As with most things at the moment, COVID 19 is having an impact on our daily lives, and it’s making us think about how we carry out our day to day activities.  I normally spend a considerable chunk of my time travelling for work.  Mainly visiting education trade shows and conferences as well as customers, and the occasional celebratory event.  When WHO (World Health Organisation) declared a global pandemic, all things ‘travel’ stopped for me.  What are we going to do!?  It’s not a common occurrence.  We didn’t have a back up plan. 

I’ll admit that I was worried.  Worried that the health of my children and family would be affected, worried that friends would become ill, worried that work would no longer need me, worried that people weren’t taking it seriously!!

Word came that all non-essential travel had been stopped, shows/conferences and the like started to get cancelled.  This was a huge relief for me.  I was faced with the prospect of home schooling my two children and I didn’t know how that was going to work.  Nobody did.

A few weeks in, and with a very supportive workplace it meant that I was starting to get a handle on what the new norm looks like in our house.  We had a rota.  PE with Joe, schoolwork, walk the dog, lunch, schoolwork, finish.  I’d squeeze in as much work as I could.  Probably half of what I’d normally do, but it was a start.  Rather inconveniently… we had a half term after 2 weeks of us being at home which was badly timed really, as we’d just gotten into a good habit and then it felt like we had to start all over again.

‘Unprecedented’ and ‘Pivot’ became the new buzz words.  At work the Education team produced some activities name ‘home learning series’ and my colleague (but also a good friend) Katie and I were asked if we’d be interested in running a webinar series to compliment the new resources.  We didn’t need to think about it for long, we’d obviously love to do this!  Most of our time prior to Covid was spent talking to educators and customers, this was a new way to reach them.  We had to do it.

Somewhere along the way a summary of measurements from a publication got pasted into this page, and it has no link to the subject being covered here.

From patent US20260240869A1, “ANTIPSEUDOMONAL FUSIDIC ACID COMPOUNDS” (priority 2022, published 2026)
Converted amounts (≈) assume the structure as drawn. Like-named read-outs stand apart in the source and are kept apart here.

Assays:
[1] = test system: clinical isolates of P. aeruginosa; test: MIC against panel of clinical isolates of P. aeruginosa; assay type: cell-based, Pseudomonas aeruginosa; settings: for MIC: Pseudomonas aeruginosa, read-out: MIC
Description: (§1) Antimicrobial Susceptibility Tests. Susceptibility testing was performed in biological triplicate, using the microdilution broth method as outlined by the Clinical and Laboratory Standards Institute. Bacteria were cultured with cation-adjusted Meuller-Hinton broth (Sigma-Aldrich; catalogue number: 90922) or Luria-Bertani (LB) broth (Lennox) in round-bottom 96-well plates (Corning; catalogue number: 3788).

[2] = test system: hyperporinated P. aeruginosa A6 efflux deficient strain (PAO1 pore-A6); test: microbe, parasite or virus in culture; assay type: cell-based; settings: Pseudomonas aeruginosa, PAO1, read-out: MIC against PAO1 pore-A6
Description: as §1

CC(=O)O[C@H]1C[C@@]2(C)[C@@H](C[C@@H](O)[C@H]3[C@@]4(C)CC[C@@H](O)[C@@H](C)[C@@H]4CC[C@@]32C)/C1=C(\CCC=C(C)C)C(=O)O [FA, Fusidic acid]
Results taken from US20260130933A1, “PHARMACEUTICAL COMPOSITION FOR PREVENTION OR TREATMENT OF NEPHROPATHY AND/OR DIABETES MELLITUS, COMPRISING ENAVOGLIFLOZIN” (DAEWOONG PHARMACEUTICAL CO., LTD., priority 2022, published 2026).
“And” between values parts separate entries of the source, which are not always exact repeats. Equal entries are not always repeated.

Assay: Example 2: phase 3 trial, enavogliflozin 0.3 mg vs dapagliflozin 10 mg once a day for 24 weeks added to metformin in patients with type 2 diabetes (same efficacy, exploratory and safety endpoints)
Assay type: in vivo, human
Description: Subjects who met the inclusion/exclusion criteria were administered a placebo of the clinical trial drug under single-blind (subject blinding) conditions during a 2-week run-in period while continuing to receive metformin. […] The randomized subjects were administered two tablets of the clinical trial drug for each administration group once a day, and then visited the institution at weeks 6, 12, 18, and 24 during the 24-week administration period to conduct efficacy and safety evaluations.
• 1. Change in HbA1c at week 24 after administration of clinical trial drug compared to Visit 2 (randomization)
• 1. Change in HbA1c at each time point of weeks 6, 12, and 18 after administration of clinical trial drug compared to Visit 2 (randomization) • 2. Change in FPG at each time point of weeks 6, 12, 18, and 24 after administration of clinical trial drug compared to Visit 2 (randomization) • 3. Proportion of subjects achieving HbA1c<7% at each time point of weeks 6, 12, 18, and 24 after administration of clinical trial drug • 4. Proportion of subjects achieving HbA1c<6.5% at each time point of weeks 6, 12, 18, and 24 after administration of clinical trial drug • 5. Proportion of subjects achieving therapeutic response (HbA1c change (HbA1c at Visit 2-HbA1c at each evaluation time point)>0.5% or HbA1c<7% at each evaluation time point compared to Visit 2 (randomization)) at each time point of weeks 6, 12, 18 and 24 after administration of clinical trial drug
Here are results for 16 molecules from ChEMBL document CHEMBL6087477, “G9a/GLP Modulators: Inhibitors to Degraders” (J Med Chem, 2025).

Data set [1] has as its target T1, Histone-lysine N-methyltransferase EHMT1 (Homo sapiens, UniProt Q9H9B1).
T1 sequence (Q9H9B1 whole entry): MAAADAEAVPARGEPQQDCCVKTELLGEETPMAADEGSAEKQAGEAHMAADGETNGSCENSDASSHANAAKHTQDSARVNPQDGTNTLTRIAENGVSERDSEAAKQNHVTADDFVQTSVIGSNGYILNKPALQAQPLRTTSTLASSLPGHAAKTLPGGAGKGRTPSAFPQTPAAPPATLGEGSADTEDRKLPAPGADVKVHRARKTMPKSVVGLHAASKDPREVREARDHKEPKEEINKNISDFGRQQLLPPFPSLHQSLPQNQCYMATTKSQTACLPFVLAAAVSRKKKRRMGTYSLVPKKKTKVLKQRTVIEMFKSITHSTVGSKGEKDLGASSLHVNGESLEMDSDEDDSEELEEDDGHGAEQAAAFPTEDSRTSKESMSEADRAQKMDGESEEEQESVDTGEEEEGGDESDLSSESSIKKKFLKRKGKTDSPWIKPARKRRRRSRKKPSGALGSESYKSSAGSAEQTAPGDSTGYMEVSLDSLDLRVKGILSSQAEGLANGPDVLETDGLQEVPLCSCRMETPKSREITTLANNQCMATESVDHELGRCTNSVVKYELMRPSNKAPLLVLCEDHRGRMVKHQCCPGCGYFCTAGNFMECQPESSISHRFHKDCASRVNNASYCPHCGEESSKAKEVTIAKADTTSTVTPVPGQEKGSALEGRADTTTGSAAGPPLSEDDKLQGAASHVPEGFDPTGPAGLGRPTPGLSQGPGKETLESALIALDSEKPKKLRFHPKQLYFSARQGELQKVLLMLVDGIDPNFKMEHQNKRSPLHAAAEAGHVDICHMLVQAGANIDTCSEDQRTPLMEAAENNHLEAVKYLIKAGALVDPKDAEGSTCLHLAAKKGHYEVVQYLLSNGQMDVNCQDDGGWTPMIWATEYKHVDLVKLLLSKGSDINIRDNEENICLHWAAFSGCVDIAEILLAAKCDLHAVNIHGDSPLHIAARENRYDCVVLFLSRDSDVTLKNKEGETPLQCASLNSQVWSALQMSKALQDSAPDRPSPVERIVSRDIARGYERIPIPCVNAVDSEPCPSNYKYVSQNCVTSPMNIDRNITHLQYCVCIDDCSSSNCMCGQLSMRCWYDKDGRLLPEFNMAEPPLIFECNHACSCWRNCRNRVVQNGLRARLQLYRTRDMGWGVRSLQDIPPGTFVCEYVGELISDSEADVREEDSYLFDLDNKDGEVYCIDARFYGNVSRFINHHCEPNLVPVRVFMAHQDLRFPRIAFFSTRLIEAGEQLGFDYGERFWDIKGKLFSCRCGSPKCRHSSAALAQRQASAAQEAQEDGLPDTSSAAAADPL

It took us a few weeks to work through a plan, and we also needed to upgrade our Zoom plan so we could host a webinar.  100 people max, with the intention of live streaming to YouTube.  It’s amazing the amount of time and effort it takes to host a 30-minute webinar.  Getting up to speed with the registration process, communication channels, live streaming and the format for the session itself was fun.  It’s good to learn new things, and Katie and I make a great team.

We decided on a slow and steady start, so we didn’t advertise too much, and we didn’t live stream to start.  We needed to build confidence in ourselves, and this was the best approach.  The first webinar came ‘My Micro:bit’, it was soo much fun! We had a format that we’d talked through several times, we stuck to that, and it worked.  Katie and I were feeling great, so we immediately planned the following weeks.

As we went through the webinars we started uploading content to YouTube, then we started the live streaming.  Our numbers have been increasing each week, and we’re reaching new people.  This is exactly what we’d hoped to achieve.  We had a good flow.  Katie and I talked about who would show each project on the webinar, and by choosing the ones that excited us the most we covered them all.  Great teamwork!

Here we are, preparing for the last webinar in the Home Learning Series which goes live next week. 

I had been saying for a while that 2020 was the year to do more stuff that makes me feel scared.  I want to get better at speaking in public.  These webinars have given me more confidence, and now I’m writing a blog… It’s no coincidence!

Sometimes you have to dive in, keep your eyes closed if you have too…. but try to keep them open.  It’s a beautiful and scary world out there and experiencing that with friends makes the journey better.

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